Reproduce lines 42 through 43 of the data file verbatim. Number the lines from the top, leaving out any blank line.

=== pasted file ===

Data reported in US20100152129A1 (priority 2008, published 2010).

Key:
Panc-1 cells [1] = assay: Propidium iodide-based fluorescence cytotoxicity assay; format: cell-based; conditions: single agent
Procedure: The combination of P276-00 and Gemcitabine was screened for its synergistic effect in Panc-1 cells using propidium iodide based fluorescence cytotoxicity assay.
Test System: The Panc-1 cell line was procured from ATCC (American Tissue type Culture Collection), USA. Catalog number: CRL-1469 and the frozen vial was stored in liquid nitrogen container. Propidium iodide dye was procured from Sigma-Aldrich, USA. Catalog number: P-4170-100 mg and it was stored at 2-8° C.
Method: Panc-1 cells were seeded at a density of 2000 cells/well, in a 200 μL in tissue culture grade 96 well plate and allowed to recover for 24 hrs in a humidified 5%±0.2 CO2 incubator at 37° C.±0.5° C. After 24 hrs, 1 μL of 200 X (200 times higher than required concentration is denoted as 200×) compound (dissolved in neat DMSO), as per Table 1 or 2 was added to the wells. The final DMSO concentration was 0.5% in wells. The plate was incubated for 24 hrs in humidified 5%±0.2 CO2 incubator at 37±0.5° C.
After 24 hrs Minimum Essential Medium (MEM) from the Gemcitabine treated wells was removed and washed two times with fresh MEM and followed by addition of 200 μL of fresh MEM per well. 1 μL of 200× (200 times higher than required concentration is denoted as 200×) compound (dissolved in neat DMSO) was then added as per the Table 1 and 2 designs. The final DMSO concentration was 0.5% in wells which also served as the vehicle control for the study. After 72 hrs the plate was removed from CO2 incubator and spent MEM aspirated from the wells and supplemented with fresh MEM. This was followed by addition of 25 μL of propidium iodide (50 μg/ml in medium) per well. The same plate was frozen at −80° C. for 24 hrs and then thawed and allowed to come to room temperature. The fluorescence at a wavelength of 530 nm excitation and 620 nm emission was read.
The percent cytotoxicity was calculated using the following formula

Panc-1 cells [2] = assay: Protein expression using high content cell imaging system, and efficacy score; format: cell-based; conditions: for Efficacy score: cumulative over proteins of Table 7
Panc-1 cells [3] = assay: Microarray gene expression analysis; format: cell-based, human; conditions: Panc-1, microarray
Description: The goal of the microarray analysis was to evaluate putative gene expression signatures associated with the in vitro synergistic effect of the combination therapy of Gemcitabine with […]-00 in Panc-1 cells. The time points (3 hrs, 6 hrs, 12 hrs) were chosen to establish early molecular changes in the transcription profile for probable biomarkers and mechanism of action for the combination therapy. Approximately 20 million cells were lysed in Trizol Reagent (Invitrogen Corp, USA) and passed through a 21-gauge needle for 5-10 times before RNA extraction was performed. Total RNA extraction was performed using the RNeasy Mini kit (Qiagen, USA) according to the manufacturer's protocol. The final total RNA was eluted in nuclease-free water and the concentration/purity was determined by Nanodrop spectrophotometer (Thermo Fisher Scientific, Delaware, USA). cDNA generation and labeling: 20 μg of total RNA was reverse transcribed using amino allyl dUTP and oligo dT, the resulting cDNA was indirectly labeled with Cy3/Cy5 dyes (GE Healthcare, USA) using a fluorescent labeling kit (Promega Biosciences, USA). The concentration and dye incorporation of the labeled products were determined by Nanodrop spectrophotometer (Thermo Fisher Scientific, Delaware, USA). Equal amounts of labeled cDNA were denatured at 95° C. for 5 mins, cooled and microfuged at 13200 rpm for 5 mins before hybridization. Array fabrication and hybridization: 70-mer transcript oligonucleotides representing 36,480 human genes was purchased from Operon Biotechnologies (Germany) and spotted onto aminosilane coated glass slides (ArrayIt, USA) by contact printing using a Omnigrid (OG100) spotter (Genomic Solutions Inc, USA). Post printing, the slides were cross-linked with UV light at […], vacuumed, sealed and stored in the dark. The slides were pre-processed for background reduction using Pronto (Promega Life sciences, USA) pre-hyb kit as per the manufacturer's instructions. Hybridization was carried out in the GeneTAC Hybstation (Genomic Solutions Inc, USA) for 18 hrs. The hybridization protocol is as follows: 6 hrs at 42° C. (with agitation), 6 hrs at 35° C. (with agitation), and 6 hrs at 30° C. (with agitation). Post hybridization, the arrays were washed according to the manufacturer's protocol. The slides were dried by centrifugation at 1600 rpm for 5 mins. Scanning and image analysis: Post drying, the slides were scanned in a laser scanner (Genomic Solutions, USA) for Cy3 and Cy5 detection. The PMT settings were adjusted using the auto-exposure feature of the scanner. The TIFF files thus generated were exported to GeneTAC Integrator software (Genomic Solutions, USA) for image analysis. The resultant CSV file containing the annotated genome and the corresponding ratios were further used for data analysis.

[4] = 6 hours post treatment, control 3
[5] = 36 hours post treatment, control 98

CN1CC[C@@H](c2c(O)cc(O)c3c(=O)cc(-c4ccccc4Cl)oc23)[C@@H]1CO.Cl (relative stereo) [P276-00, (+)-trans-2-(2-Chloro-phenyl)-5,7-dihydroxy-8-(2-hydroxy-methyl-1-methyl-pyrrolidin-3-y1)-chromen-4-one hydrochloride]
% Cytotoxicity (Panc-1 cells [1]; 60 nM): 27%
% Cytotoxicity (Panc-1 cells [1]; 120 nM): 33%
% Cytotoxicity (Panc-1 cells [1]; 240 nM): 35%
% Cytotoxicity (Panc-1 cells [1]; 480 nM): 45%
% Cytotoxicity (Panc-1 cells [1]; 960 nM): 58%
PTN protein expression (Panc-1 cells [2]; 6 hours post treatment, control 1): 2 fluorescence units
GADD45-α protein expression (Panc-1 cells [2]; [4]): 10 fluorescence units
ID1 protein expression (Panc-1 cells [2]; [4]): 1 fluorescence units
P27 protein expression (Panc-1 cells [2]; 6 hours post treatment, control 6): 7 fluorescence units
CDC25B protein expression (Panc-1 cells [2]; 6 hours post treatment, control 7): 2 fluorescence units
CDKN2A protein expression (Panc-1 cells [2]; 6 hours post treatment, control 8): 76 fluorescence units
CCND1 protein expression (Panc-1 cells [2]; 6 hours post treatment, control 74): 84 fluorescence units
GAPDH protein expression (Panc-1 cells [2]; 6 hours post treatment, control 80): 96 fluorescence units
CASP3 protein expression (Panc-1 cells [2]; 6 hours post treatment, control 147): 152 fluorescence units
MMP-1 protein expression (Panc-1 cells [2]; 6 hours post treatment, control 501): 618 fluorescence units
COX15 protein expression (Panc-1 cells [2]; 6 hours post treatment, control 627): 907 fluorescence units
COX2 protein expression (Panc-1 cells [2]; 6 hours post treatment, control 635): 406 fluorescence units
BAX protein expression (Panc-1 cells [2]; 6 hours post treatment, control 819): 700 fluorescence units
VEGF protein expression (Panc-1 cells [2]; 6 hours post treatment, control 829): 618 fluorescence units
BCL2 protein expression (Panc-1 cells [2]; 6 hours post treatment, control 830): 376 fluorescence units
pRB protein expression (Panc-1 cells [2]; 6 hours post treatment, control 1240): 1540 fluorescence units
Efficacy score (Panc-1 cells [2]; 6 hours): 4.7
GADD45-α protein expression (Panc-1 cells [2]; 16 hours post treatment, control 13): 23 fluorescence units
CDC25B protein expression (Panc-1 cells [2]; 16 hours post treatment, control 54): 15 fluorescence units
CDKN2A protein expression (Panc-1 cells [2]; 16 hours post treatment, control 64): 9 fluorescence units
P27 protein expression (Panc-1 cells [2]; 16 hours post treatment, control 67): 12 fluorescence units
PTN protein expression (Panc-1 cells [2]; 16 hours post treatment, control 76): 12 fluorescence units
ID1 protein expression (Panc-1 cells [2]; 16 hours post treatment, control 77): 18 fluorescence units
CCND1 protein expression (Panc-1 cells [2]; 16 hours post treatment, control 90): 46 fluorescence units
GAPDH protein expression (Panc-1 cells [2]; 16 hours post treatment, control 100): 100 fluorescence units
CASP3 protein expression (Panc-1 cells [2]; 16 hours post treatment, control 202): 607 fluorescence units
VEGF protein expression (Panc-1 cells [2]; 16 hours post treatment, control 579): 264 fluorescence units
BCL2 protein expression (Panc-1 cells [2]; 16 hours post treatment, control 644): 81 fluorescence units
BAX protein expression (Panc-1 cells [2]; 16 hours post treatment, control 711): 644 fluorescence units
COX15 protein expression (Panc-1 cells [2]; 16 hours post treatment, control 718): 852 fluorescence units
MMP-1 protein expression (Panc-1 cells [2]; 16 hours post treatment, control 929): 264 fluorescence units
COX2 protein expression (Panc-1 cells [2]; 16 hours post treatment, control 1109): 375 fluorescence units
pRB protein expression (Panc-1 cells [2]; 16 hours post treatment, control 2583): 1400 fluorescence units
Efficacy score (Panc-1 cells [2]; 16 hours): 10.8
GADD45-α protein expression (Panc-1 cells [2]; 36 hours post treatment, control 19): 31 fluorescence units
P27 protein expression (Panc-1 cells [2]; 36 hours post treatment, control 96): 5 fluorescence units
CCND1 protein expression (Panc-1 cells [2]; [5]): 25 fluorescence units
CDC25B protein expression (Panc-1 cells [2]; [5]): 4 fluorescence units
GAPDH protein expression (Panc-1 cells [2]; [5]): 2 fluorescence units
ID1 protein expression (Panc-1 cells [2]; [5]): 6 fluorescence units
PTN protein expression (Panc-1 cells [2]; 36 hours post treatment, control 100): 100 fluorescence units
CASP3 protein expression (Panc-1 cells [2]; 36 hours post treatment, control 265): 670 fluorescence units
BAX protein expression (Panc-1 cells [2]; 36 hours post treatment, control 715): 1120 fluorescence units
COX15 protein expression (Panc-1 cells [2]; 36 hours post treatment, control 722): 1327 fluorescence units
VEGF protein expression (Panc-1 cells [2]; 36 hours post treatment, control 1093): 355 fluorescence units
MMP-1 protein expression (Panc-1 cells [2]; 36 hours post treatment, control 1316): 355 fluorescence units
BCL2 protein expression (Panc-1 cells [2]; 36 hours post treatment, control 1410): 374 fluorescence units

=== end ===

ID1 protein expression (Panc-1 cells [2]; 16 hours post treatment, control 77): 18 fluorescence units
CCND1 protein expression (Panc-1 cells [2]; 16 hours post treatment, control 90): 46 fluorescence units